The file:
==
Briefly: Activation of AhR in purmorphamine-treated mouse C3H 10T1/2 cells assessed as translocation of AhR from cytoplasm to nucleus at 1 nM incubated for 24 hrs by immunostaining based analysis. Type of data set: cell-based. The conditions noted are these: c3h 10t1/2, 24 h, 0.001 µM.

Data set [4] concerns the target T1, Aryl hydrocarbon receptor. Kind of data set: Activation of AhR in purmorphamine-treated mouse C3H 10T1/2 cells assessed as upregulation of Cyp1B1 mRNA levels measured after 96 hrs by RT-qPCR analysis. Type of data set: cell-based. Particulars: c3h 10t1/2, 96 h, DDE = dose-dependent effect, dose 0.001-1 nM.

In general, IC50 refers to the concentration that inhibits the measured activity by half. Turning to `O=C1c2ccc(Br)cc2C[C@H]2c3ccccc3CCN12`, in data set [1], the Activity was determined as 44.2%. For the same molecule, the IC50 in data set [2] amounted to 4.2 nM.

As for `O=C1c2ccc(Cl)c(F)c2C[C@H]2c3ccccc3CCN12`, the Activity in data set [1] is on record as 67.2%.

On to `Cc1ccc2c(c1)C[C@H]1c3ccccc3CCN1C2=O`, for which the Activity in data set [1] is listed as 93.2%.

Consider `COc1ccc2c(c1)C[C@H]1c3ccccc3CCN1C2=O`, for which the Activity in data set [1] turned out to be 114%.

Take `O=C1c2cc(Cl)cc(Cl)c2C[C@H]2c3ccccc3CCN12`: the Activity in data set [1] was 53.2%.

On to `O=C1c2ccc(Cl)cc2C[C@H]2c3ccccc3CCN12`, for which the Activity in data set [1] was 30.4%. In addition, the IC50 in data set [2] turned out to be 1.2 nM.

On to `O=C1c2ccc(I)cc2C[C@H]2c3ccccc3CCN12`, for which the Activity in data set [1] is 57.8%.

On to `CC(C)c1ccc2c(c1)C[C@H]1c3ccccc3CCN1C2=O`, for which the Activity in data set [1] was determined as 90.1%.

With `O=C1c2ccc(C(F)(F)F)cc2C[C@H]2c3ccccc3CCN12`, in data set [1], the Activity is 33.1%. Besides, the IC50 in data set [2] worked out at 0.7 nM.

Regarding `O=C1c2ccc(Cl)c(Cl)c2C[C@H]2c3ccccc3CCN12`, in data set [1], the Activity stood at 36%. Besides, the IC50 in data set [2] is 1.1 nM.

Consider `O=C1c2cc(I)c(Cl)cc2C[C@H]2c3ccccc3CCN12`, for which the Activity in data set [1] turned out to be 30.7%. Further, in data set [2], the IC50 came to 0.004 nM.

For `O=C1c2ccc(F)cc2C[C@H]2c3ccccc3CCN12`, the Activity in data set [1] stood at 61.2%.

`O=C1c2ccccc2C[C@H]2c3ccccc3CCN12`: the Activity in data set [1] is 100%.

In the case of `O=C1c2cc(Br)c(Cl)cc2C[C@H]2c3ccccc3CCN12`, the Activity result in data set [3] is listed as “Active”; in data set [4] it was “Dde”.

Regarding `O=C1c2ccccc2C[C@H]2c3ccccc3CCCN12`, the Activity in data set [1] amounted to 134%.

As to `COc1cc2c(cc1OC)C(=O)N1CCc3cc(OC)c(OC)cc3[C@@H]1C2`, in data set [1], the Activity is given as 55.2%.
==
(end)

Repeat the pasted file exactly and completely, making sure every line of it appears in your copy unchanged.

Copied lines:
Briefly: Activation of AhR in purmorphamine-treated mouse C3H 10T1/2 cells assessed as translocation of AhR from cytoplasm to nucleus at 1 nM incubated for 24 hrs by immunostaining based analysis. Type of data set: cell-based. The conditions noted are these: c3h 10t1/2, 24 h, 0.001 µM.

Data set [4] concerns the target T1, Aryl hydrocarbon receptor. Kind of data set: Activation of AhR in purmorphamine-treated mouse C3H 10T1/2 cells assessed as upregulation of Cyp1B1 mRNA levels measured after 96 hrs by RT-qPCR analysis. Type of data set: cell-based. Particulars: c3h 10t1/2, 96 h, DDE = dose-dependent effect, dose 0.001-1 nM.

In general, IC50 refers to the concentration that inhibits the measured activity by half. Turning to `O=C1c2ccc(Br)cc2C[C@H]2c3ccccc3CCN12`, in data set [1], the Activity was determined as 44.2%. For the same molecule, the IC50 in data set [2] amounted to 4.2 nM.

As for `O=C1c2ccc(Cl)c(F)c2C[C@H]2c3ccccc3CCN12`, the Activity in data set [1] is on record as 67.2%.

On to `Cc1ccc2c(c1)C[C@H]1c3ccccc3CCN1C2=O`, for which the Activity in data set [1] is listed as 93.2%.

Consider `COc1ccc2c(c1)C[C@H]1c3ccccc3CCN1C2=O`, for which the Activity in data set [1] turned out to be 114%.

Take `O=C1c2cc(Cl)cc(Cl)c2C[C@H]2c3ccccc3CCN12`: the Activity in data set [1] was 53.2%.

On to `O=C1c2ccc(Cl)cc2C[C@H]2c3ccccc3CCN12`, for which the Activity in data set [1] was 30.4%. In addition, the IC50 in data set [2] turned out to be 1.2 nM.

On to `O=C1c2ccc(I)cc2C[C@H]2c3ccccc3CCN12`, for which the Activity in data set [1] is 57.8%.

On to `CC(C)c1ccc2c(c1)C[C@H]1c3ccccc3CCN1C2=O`, for which the Activity in data set [1] was determined as 90.1%.

With `O=C1c2ccc(C(F)(F)F)cc2C[C@H]2c3ccccc3CCN12`, in data set [1], the Activity is 33.1%. Besides, the IC50 in data set [2] worked out at 0.7 nM.

Regarding `O=C1c2ccc(Cl)c(Cl)c2C[C@H]2c3ccccc3CCN12`, in data set [1], the Activity stood at 36%. Besides, the IC50 in data set [2] is 1.1 nM.

Consider `O=C1c2cc(I)c(Cl)cc2C[C@H]2c3ccccc3CCN12`, for which the Activity in data set [1] turned out to be 30.7%. Further, in data set [2], the IC50 came to 0.004 nM.

For `O=C1c2ccc(F)cc2C[C@H]2c3ccccc3CCN12`, the Activity in data set [1] stood at 61.2%.

`O=C1c2ccccc2C[C@H]2c3ccccc3CCN12`: the Activity in data set [1] is 100%.

In the case of `O=C1c2cc(Br)c(Cl)cc2C[C@H]2c3ccccc3CCN12`, the Activity result in data set [3] is listed as “Active”; in data set [4] it was “Dde”.

Regarding `O=C1c2ccccc2C[C@H]2c3ccccc3CCCN12`, the Activity in data set [1] amounted to 134%.

As to `COc1cc2c(cc1OC)C(=O)N1CCc3cc(OC)c(OC)cc3[C@@H]1C2`, in data set [1], the Activity is given as 55.2%.